Teaching & Preaching

What’s often missing from our homilies
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The Day of Discipleship, St. Joseph’s Parish, Amarillo, Texas (Bill McCullough)

Editors’ Note: We've asked a number of authors to discuss the state of the American parish and what it means to be church in a time of migration and movement. We also wanted to offer practical suggestions for how parishes can be more welcoming, just, and Spirit-filled in these times. Together, our contributors provide a picture of the U.S. church today, one not so much in decline as undergoing a profound transition. To read all the articles, see the entire collection, The American Parish Today.

 

Theologians are the worst people to sit next to at Mass. I know, because I am one, and so is my husband. The temptation to over-analyze the liturgy—and to armchair-quarterback the homily in particular—is difficult to resist. I’ve heard homilies that went on too long, relied on inappropriate imagery (hello, gory World War II stories at the children’s Mass), or failed to take the community into account. I’ve been at parishes where week in and week out the homilist grieves the availability of pornography. I’ve sat through more sports-metaphor-dependent homilies than I ever needed to. But complaining about bad preaching is easy, especially since, as a lay woman, I am barred from giving a “homily” in a liturgical setting.

About twenty years ago, when I was a grad student at Notre Dame, one of my professors was lamenting lay students’ relative ignorance of Scripture as compared to his own grad-school cohort. A fellow lay student noted that priests have to engage Scripture daily and weekly in preparation for Sunday Mass. This, over a lifetime, brings an intimacy with scriptural texts that lay people have to foster, if we can, on our own time. The professor, himself a diocesan priest, had never thought about it that way. Barring lay people from preaching deprives us of an opportunity to cultivate a closeness to Scripture that could benefit the whole church.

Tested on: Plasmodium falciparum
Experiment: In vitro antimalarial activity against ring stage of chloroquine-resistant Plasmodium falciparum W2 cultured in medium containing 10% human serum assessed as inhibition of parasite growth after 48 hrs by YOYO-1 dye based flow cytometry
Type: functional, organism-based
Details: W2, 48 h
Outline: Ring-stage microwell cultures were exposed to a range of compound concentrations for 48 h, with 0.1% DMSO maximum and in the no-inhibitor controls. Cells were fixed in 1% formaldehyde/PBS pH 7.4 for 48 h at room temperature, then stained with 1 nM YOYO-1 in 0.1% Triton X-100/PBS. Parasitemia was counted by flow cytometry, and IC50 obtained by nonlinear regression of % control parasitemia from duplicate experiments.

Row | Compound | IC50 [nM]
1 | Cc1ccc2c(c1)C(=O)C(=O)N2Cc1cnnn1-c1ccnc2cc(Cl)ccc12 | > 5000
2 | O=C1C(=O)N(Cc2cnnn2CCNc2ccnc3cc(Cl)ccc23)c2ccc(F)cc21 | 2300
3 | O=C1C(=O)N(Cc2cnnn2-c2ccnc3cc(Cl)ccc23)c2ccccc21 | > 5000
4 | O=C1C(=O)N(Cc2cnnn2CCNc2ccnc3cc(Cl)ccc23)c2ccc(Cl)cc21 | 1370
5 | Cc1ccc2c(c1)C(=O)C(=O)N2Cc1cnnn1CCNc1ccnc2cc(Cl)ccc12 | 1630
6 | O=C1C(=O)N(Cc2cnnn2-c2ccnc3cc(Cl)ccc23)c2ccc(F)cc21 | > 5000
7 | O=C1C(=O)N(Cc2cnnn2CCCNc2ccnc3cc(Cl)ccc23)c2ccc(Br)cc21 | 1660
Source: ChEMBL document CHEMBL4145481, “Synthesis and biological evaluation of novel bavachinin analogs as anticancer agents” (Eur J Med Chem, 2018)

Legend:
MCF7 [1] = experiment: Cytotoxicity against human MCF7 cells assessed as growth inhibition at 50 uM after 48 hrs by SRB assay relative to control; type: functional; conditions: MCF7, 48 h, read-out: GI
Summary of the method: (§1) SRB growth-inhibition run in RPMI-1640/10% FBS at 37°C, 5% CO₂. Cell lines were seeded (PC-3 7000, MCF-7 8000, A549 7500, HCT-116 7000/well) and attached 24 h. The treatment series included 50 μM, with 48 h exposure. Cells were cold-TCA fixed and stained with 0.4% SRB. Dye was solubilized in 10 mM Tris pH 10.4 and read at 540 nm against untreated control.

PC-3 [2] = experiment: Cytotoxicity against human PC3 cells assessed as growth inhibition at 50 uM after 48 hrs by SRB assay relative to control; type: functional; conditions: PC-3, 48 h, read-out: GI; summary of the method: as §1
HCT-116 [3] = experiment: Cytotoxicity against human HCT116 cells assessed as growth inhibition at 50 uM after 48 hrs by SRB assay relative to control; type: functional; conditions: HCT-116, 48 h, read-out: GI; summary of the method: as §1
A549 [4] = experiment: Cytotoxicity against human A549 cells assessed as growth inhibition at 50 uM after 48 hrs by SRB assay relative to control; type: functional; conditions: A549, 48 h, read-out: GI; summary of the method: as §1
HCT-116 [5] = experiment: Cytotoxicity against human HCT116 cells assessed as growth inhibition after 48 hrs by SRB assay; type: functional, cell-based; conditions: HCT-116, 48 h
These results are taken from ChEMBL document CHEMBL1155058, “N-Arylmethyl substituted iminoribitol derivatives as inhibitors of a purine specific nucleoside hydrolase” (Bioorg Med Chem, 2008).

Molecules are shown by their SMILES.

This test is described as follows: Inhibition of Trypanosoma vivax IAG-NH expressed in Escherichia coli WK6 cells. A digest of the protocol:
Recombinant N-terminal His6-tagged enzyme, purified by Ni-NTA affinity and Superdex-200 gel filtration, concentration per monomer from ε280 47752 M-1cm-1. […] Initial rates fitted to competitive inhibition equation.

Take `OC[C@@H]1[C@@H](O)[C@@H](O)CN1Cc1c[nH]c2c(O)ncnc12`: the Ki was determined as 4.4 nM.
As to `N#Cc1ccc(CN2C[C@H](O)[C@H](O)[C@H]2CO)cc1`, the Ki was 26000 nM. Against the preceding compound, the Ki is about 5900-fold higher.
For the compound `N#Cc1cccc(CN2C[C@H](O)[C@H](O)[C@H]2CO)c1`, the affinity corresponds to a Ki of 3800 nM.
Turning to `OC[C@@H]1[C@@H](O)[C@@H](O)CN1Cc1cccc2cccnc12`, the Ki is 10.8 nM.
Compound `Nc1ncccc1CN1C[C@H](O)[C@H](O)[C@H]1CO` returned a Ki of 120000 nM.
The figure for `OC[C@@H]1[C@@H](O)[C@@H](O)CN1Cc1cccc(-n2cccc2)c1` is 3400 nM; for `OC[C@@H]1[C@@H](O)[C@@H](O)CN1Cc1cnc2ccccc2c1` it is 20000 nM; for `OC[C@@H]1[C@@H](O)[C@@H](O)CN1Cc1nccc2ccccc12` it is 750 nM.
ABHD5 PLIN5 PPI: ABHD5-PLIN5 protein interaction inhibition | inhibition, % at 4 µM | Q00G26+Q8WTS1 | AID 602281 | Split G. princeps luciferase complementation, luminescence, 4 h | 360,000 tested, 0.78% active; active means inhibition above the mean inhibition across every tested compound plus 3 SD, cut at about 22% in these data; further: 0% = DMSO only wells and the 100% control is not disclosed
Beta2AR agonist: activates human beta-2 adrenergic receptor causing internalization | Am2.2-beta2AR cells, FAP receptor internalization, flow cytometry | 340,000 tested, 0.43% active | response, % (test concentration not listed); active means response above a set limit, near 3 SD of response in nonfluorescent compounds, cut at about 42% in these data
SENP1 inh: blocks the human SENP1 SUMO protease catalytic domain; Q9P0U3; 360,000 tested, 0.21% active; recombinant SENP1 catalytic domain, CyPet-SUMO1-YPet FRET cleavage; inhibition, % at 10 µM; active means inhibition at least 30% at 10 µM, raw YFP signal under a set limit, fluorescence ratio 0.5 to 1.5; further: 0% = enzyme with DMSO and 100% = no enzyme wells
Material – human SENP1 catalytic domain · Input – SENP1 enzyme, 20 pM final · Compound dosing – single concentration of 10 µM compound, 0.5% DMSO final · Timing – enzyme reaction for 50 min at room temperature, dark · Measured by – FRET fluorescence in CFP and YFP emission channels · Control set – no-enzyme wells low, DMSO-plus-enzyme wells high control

Over the past few years, I have been asked on several occasions to offer scriptural reflections in a variety of liturgical settings. These opportunities have given me a chance to reflect with empathy on the difficult task of regular preparation of homilies. The struggle is real: I read and reread Scripture, searching for an “in” or a hook; I look at exegetical essays and commentaries; I pray. It takes me weeks to get somewhere with a reading. I’m pained by how harshly I’ve judged the men who have been doing this on a weekly basis for a good portion of their lives. While I regularly deliver public lectures, preaching is a different skill.

Still, the classroom offers lessons that translate well to the pulpit. Both the classroom and the church bring together a community to serve a greater purpose. Both ask speakers and listeners to attend to the other. And both are spaces of learning. Most Catholics don’t have an opportunity to study theology after they are catechized, so the main way they access theological thinking is through weekly Mass. This doesn’t mean that homilies should be theological treatises. It means that homilies, like classroom lectures, require preparation—but also humility and love. 

Homilies, like classroom lectures, require preparation—but also humility and love

When I started teaching, I thought my role was to be a font of information about Catholicism for my students. After all, I had studied a lot of theology and could, if not “set them straight” on what they should know and think, at least nudge them in the right direction. But that was a fool’s errand. Teaching, I came to realize, is as much about learning from students as it is about imparting knowledge. You can have the perfect lesson plan, the perfect lecture, the ideal set of group activities, and the whole thing could flop. Or something can happen on campus that requires you to scrap your plan and start from scratch. As much as I stress coming to class “prepared” as a task for students and professors alike, part of the preparation involves cultivating a willingness to reach the objective in a way other than what you had envisioned. Professors—and preachers—should strive to be nimble.